Why There Are No Great Soviet (or New Deal) Novels

In The Liberal Tradition (1950), the critic Lionel Trilling called attention to the “fatal separation” he saw between

the ideas of our educated liberal class and the deep places of the imagination. . . . Our educated class has a ready if mild suspiciousness of the profit motive, a belief in progress, science, social legislation, planning and international cooperation. . . . Those beliefs do great credit to those who hold them. Yet it is a comment, if not on our beliefs, then on our way of holding them, that not a single first-rate writer has emerged to deal with these ideas, and the emotions that are consonant with them, in a great literary way.

Trilling believed there was no great novel celebrating the New Deal, in the first instance, or, more broadly, the Welfare State or Mixed Economy or Keynesian Interventionism or “People’s Capitalism” (a term President Eisenhower tried to popularize) or Centralized Planning or, at the extreme, coercive socialism or Communism.

I think he is right. There are great anti-collectivist, anti-Communist novels, but no great pro ones. John Steinbeck’s Grapes of Wrath (1939) may be the closest thing to an exception. It argues in favor of both government intervention (when the hero, Tom Joad, learns that the U.S. government migrant labor camp he’s driven into has not only toilets, showers, and democratic elections, but dance nights, he cries out, “Well, for Christ’s sake! Why ain’t they more places like this?”) and self-sacrifice to build a better world for others (Tom responds to his mother’s worry that, if he works to organize the poor, she may never see him again:

Well, maybe . . . a fella ain’t got a soul of his own, but on’y a piece of a big one -- an’ then . . . it don’ matter. Then I’ll be all aroun’ in the dark. I’ll be ever’where -- wherever you look. Wherever they’s a fight so hungry people can eat, I’ll be there. Wherever they’s a cop beatin’ up a guy, I’ll be there. . . . I’ll be in the way kids laugh when they’re hungry an’ they know supper’s ready. An’ when our folks eat the stuff they raise an’ live in the house they build -- why I’ll be there.)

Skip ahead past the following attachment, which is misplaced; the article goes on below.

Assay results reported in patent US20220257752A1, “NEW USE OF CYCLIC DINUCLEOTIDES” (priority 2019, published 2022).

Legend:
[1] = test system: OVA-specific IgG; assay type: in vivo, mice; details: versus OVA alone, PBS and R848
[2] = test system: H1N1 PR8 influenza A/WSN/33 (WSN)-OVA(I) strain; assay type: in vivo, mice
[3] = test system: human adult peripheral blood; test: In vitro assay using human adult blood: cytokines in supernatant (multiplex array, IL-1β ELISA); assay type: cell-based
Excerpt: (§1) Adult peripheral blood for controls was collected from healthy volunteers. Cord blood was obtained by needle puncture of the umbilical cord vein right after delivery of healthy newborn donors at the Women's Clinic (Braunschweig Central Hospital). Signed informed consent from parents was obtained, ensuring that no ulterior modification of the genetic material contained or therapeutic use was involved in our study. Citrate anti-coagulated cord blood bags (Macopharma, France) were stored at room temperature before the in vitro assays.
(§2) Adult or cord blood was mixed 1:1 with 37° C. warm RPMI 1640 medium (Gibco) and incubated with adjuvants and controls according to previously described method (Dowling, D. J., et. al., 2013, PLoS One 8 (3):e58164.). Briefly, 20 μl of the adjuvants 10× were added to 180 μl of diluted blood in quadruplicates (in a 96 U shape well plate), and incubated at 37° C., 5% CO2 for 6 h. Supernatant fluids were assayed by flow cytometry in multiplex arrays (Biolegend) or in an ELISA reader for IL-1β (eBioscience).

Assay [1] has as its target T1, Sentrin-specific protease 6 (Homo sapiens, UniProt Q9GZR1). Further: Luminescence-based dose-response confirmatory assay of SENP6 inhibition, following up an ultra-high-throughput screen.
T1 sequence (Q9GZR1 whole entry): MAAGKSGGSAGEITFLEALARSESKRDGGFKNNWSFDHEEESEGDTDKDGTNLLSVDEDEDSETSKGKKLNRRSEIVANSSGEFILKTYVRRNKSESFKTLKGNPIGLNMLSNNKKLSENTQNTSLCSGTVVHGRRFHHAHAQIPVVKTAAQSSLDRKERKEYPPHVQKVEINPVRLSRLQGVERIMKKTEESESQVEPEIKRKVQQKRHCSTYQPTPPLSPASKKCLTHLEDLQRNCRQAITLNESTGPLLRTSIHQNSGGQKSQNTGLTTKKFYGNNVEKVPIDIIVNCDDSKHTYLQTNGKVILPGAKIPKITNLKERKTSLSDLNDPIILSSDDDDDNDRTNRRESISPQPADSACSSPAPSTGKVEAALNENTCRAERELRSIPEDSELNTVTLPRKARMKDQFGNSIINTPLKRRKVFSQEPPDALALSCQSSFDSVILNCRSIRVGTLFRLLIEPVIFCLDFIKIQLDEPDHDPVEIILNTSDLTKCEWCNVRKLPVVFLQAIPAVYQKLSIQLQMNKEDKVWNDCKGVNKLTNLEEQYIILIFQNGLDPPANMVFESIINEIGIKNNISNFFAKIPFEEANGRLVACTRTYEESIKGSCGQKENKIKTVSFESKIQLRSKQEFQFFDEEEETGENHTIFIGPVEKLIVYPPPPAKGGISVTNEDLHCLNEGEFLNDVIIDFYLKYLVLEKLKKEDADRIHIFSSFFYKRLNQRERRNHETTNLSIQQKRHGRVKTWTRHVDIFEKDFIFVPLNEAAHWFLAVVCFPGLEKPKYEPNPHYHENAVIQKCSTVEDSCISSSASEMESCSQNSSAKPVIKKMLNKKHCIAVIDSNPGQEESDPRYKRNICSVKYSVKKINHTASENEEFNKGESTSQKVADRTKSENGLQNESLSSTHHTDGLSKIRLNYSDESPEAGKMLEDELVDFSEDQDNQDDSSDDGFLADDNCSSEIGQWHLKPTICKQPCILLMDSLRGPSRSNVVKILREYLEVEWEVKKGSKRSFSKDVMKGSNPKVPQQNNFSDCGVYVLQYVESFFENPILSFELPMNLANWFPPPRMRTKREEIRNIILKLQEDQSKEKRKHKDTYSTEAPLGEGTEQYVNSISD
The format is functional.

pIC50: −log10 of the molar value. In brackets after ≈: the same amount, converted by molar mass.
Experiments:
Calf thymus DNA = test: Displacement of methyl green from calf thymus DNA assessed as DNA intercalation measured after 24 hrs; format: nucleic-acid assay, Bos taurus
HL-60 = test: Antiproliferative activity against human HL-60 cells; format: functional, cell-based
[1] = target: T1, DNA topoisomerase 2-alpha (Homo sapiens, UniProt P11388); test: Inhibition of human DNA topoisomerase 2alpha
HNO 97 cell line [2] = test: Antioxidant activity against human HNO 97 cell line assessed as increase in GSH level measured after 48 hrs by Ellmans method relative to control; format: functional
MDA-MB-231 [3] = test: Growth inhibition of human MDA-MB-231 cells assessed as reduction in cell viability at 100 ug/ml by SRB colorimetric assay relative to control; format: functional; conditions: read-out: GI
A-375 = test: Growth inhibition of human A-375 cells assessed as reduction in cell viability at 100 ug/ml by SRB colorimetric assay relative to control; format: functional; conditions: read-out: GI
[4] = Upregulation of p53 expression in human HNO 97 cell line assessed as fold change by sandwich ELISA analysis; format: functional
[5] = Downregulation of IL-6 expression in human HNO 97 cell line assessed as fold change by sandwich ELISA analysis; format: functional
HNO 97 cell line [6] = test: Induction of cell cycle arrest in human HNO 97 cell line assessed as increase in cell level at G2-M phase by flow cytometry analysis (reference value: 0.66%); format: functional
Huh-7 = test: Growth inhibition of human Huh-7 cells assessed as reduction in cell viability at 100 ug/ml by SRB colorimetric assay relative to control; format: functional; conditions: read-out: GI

But novel-lovers--apparently even Steinbeck himself, who said he didn’t deserve his 1962 Nobel Prize for Literature--would not rank Grapes of Wrath as the equal of, say, Moby Dick, Middlemarch, Crime and Punishment, The Sun Also Rises, Light in August.

One way to understand why there are no great communist/communitarian novels is to look at what I take to be the central paradox of the American character: Americans’ ideas about people as social beings come from the Enlightenment; Americans’ ideas about people as individuals come from our conservative (read: Calvinist/Counterreformation Catholic) religious heritage, from the Romantics, and from Sigmund Freud.

In our public lives we believe in reason, pragmatism, science, equality based on natural rights and the rule of law, soft-edged utilitarianism, co-operation, democracy, quantification, and, certainly not least, a free market where cream rises to the top. At the same time, we believe that the private self is radically unknowable, rich, perverse (“Every inclination of the human heart is evil” -- Genesis 8:21), self-indulgent, spontaneous, emotion-driven ("In our innermost soul we are children and remain so for the rest of our lives" -- Freud), tortured, alienated from others and dismissive of them.

There are no great collectivist or socialist or Soviet novels because the novel is a Romantic art form. Novels focus on individual experience. In a novel, nothing is more important than personal life and relationships -- certainly not such vague, utilitarian things as the welfare of the state or Other People. It was, after all, a novelist (E.M. Forster, a favorite of Trilling’s) who wrote that splendid-sounding, stupid credo, “If I had to choose between betraying my country and betraying my friend, I hope I should have the guts to betray my country.” (But, Mr. Forster, say your friend was going to blow up an airplane or Parliament or pass an A-bomb to al-Qaeda, surely you’d do something.) It is inconceivable that a good novel could end with an admirable hero sincerely announcing to his beloved or a crowd, “I can’t tell you how great it is to be alive in a caring welfare state where I know I’ll never want for food, shelter, and decent medical care.”

Trilling wanted a great New Deal novel, which, like a square circle, can’t exist. If one wants to see the Enlightenment triumphant in great art, one must look to other arts. To music, for example, and not only to composers of the Enlightenment like Haydn and Mozart but to the Beethoven of the Eroica, the Tchaikovsky of The 1812 Overture, practically all of Prokofiev, some Shostakovich, and, of course, John Philip Sousa. The New Deal can claim at least one great composer: the Aaron Copland of El salón México, Billy the Kid, An Outdoor Overture, Our Town, Rodeo, Fanfare for the Common Man, Appalachian Spring, The Red Pony. (Copland knew he wasn’t a Romantic. “Agony I don't connect with,” he said. “Not even alienation.”)

The contemporary German novelist and sometime politician Günter Grass understands the different requirements of Enlightenment politics and Romantic art. He has said, “What is deadly dangerous to literature is that in politics you have to repeat yourself, and literature and art are about the new and the innovative, about the undiscovered and the unvoiced. We must find ways to show responsibility to both.”

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